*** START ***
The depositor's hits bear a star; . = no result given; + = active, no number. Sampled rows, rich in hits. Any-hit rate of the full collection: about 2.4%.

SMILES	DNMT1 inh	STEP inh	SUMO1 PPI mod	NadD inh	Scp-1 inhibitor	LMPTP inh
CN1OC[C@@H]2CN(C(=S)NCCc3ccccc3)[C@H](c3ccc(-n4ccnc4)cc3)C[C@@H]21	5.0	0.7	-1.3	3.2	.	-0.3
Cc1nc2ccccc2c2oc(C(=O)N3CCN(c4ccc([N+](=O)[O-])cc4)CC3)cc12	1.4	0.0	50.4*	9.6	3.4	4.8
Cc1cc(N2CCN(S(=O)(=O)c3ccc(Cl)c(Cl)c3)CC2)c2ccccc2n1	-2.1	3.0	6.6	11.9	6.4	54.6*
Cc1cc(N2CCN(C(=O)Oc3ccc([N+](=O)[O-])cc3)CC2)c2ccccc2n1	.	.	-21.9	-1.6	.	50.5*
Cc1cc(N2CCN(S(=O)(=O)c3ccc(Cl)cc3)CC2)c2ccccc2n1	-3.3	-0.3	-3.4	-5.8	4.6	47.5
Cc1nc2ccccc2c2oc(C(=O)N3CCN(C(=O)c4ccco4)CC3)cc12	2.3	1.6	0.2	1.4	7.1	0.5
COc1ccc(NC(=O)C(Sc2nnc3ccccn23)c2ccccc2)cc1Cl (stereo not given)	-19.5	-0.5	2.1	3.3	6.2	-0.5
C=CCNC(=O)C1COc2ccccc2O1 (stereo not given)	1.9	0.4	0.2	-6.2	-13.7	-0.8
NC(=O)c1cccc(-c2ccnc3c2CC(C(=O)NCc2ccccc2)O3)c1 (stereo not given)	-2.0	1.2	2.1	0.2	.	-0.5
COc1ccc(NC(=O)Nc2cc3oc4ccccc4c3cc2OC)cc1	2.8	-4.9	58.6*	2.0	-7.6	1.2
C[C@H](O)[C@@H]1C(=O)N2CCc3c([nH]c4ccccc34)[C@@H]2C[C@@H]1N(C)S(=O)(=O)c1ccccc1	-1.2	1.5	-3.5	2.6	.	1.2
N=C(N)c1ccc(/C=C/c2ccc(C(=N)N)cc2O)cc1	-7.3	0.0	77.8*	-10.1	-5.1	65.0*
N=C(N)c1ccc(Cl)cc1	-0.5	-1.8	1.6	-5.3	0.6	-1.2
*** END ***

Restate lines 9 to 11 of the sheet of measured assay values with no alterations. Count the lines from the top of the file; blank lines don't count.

COc1ccc(NC(=O)C(Sc2nnc3ccccn23)c2ccccc2)cc1Cl (stereo not given)	-19.5	-0.5	2.1	3.3	6.2	-0.5
C=CCNC(=O)C1COc2ccccc2O1 (stereo not given)	1.9	0.4	0.2	-6.2	-13.7	-0.8
NC(=O)c1cccc(-c2ccnc3c2CC(C(=O)NCc2ccccc2)O3)c1 (stereo not given)	-2.0	1.2	2.1	0.2	.	-0.5